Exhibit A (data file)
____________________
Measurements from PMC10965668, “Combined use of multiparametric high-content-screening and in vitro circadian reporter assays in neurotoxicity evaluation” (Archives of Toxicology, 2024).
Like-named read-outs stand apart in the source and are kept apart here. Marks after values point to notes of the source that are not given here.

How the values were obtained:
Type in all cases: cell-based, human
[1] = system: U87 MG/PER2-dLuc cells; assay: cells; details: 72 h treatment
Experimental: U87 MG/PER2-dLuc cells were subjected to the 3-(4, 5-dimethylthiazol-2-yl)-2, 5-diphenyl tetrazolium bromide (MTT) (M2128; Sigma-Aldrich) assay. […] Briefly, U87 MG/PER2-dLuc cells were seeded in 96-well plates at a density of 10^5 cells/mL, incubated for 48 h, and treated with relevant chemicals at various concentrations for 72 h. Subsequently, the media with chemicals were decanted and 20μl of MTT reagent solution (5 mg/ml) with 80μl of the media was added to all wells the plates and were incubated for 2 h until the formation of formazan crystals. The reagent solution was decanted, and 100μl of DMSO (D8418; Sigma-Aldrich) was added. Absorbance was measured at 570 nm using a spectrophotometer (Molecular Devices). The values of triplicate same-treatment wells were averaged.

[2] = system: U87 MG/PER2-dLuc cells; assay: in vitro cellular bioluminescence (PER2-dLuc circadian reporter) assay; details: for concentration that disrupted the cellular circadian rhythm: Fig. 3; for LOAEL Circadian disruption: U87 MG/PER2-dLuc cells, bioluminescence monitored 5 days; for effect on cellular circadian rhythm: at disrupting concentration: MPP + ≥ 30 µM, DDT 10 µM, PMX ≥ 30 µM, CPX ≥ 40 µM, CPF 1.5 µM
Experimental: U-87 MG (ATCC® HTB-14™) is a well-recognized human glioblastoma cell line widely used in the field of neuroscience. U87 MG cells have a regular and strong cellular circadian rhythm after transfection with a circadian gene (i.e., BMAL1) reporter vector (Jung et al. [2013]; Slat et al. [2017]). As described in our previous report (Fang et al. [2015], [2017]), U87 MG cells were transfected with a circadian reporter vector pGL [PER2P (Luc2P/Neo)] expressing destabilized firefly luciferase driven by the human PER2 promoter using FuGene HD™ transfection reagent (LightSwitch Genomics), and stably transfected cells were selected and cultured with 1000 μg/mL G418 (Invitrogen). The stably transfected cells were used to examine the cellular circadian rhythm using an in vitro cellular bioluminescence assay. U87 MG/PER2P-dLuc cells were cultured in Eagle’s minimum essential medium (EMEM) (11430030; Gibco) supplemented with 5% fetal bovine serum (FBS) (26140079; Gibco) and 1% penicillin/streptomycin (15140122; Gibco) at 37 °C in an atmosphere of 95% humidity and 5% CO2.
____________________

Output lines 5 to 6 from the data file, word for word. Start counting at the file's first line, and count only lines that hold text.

[1] = system: U87 MG/PER2-dLuc cells; assay: cells; details: 72 h treatment
Experimental: U87 MG/PER2-dLuc cells were subjected to the 3-(4, 5-dimethylthiazol-2-yl)-2, 5-diphenyl tetrazolium bromide (MTT) (M2128; Sigma-Aldrich) assay. […] Briefly, U87 MG/PER2-dLuc cells were seeded in 96-well plates at a density of 10^5 cells/mL, incubated for 48 h, and treated with relevant chemicals at various concentrations for 72 h. Subsequently, the media with chemicals were decanted and 20μl of MTT reagent solution (5 mg/ml) with 80μl of the media was added to all wells the plates and were incubated for 2 h until the formation of formazan crystals. The reagent solution was decanted, and 100μl of DMSO (D8418; Sigma-Aldrich) was added. Absorbance was measured at 570 nm using a spectrophotometer (Molecular Devices). The values of triplicate same-treatment wells were averaged.